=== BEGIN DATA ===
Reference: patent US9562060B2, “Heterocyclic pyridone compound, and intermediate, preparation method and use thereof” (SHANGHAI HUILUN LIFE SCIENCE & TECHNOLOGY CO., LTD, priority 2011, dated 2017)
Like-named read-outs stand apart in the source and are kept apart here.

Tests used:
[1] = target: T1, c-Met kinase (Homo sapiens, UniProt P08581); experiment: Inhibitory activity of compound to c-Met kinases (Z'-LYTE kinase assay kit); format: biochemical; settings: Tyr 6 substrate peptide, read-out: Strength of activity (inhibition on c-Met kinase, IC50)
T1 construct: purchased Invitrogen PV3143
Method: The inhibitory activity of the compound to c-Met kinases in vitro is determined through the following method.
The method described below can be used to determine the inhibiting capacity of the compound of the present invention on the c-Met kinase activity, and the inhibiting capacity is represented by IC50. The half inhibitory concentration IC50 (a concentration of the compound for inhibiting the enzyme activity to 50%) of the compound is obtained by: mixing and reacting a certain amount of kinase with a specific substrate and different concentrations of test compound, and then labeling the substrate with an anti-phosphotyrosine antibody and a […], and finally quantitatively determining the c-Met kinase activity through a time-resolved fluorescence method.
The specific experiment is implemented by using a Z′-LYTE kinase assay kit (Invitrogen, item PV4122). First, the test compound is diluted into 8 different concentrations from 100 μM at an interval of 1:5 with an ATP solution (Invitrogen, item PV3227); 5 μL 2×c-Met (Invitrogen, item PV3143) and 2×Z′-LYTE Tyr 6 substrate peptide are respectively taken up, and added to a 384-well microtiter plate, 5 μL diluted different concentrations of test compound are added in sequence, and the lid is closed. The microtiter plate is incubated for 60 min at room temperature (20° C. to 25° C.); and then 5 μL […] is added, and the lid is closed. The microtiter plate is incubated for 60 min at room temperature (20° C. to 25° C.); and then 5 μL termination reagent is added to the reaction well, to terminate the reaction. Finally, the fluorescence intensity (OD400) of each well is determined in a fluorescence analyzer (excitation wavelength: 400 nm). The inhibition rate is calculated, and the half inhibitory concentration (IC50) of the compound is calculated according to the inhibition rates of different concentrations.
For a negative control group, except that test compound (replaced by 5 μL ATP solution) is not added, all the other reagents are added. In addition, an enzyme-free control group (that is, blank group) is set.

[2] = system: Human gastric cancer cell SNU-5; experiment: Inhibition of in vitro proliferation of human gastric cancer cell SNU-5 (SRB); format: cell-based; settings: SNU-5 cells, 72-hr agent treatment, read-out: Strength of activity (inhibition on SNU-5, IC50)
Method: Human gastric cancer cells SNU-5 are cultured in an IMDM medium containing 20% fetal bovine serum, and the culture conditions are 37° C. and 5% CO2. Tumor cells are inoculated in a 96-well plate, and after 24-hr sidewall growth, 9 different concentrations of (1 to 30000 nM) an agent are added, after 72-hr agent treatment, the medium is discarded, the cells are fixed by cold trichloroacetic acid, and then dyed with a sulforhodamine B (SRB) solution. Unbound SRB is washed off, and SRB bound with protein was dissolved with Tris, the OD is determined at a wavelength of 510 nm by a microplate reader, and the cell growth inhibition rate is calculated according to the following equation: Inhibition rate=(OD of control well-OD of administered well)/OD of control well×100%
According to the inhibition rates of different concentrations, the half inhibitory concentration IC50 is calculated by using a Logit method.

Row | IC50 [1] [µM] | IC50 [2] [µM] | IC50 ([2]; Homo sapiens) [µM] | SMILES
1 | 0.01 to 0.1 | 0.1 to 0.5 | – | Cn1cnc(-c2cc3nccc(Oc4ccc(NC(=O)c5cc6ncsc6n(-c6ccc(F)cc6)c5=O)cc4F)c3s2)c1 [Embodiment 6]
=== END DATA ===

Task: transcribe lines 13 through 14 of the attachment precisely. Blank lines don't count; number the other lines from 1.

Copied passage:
Row | IC50 [1] [µM] | IC50 [2] [µM] | IC50 ([2]; Homo sapiens) [µM] | SMILES
1 | 0.01 to 0.1 | 0.1 to 0.5 | – | Cn1cnc(-c2cc3nccc(Oc4ccc(NC(=O)c5cc6ncsc6n(-c6ccc(F)cc6)c5=O)cc4F)c3s2)c1 [Embodiment 6]